Yorkway area pleased complex will be razed

Deals announced to buy 24 buildings in Dundalk


Catherine Kates meant it this time. She was going to put up the "for sale" sign.

She'd had it with picking up the crack pipes and liquor bottles littering her yard. She'd been mugged twice. And although she had bought her Dundalk rowhouse 12 years ago with visions of backyard barbecues and evenings on the front porch, Kates said she never felt safe enough to do either.

Then, she got the news.

Upon hearing that Baltimore County intended to buy the crime-ridden apartments on the other side of Yorkway to make way for new development, Kates said she literally cried for joy.

"I won't have to sell my house," said Kates, 54, who works in the investments division of the state's Department of Business and Economic Development. "It took a lot of people pulling together."

Baltimore County Executive James T. Smith Jr. formally announced yesterday the details of the $7.5 million deal to buy the 20 apartment buildings that make up York Park Apartments, with the intention of knocking them to the ground. Smith also said the county has reached an agreement with the owner of four other buildings in the Yorkway corridor to buy them for $800,000, and will try to buy the remaining buildings in an 8-acre area.

"We will acquire all 56 buildings on Yorkway," Smith said at a morning news conference at Veterans Park attended by Gov. Robert L. Ehrlich Jr., first lady Kendel Ehrlich, Rep. C.A. Dutch Ruppersberger and other local officials. Smith said that when the apartment buildings come down, "a wonderful new community will be born."

Both deals must be approved by the County Council, which is set to discuss the purchases at its work session today and to vote on them Monday.

As part of the purchase agreement for the York Park Apartments, the state will forgive a $1.9 million loan. The county will assume the debt of a $2.47 million federal loan and forgive a $672,000 loan it made to the owner. The cash portion of the settlement includes nearly $2.3 million and up to $158,000 in expenses, officials said.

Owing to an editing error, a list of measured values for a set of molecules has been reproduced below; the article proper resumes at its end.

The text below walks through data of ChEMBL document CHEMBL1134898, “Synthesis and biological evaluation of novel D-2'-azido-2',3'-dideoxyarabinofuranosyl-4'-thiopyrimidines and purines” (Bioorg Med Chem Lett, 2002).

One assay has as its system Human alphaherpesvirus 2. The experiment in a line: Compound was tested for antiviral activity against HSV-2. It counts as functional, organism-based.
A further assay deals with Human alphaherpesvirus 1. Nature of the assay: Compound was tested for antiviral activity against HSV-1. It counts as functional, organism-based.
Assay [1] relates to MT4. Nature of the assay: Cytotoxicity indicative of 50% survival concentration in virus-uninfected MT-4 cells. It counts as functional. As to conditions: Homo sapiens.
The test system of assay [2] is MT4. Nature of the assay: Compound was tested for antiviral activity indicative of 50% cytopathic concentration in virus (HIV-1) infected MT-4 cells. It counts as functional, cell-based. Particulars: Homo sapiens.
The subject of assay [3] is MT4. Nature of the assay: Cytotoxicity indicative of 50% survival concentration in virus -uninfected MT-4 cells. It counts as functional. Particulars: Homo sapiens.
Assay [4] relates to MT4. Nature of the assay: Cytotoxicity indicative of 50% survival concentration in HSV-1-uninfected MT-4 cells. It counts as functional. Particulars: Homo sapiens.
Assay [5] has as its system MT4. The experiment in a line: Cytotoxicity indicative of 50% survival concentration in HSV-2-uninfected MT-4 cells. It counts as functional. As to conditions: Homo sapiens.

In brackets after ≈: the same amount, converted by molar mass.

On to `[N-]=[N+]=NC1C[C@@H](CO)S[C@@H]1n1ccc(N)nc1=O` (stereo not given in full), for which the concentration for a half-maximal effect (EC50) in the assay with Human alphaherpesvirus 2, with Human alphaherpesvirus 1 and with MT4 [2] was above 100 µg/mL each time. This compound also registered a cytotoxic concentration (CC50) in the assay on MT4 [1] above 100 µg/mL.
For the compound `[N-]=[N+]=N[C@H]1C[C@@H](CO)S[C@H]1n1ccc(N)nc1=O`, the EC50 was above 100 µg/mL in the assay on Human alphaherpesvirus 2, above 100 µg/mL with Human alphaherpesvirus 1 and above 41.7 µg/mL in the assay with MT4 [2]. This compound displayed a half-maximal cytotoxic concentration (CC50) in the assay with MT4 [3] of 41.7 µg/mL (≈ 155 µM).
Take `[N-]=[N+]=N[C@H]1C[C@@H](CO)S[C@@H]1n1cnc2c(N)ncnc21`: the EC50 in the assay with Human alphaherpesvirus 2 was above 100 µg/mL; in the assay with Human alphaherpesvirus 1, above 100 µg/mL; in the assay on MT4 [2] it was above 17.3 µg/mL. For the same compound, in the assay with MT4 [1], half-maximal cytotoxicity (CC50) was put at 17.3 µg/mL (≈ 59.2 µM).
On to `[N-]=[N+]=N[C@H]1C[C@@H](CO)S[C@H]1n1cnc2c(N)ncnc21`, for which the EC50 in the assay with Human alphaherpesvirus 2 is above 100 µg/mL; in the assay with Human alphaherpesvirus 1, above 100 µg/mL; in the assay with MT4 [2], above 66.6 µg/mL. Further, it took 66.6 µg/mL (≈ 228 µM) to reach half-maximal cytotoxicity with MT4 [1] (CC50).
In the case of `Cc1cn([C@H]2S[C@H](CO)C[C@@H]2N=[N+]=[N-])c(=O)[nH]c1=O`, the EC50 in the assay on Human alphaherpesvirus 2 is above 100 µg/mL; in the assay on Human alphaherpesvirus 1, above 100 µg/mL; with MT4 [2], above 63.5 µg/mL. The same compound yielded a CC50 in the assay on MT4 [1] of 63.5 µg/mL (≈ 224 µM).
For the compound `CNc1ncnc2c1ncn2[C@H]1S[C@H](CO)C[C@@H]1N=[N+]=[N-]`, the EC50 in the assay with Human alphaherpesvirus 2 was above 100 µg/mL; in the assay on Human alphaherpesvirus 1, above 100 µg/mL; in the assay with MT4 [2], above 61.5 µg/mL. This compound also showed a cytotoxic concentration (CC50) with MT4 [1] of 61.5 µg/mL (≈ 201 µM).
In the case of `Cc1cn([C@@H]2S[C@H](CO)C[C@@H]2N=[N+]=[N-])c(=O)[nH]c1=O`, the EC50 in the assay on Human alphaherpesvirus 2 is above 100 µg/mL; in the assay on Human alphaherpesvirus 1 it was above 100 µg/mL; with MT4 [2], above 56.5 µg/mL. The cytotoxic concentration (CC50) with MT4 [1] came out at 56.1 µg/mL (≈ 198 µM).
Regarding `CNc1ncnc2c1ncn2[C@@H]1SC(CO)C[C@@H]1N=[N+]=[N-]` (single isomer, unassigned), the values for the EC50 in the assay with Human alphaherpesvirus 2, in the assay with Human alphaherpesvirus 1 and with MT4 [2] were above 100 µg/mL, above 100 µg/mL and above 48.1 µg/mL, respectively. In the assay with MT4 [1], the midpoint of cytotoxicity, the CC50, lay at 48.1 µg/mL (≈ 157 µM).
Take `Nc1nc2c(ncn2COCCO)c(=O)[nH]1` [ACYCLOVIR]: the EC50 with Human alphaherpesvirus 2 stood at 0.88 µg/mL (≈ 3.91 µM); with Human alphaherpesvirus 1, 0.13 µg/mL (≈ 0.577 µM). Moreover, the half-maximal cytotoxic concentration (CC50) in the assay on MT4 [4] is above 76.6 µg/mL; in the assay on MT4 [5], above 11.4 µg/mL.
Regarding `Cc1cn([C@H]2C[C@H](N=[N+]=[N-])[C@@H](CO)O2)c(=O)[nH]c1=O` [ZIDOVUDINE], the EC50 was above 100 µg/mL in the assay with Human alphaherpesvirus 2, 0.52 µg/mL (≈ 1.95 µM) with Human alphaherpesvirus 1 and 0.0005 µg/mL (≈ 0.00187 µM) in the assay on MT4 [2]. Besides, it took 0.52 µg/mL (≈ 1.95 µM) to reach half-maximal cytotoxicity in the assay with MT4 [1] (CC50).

An official with Landex Corp., a general partner of York Park Associates LP - which, according to the county, owns the 79-unit York Park complex - could not be reached for comment.

David Jankowiak, who owns four of the nearby apartment buildings with his wife, Anita, said they will be glad to sell the properties. "You can't get any decent tenants," he said. "It's just a hassle."

He said he had been approached several times over the past six years by developers interested in buying all of the apartment buildings in the Yorkway corridor but could never get all of the owners to sell.

There are 18 other owners of the World War II-era buildings north of Dundalk Elementary and Middle schools, according to county officials.

Redeveloping the Yorkway corridor had been a priority for Ruppersberger while he was Baltimore County's executive and has long been a goal for County Councilman John Olszewski Sr.

"This feeling of accomplishment is overwhelming," said Olszewski, who led the Dundalk High School band down Commerce Street for the announcement. "Never before have we had such positive things happening in Dundalk."

County officials said they plan to set up a relocation office to help Yorkway tenants, many of whom receive government rental assistance.

Yorkway resident Julie Harrison said she worried about finding a new apartment. "People live here to better themselves," said Harrison, 24, who has a 6-year-old son and attends classes at the Community College of Baltimore County's Dundalk campus nearby. "I'm fortunate that the government has given me this opportunity to better myself. But they're going to be snatching that from me."

Still, Kates, the woman who lives across the street, said she's already looking forward to buying a grill and a glider so she can sit outside with her grandchildren.


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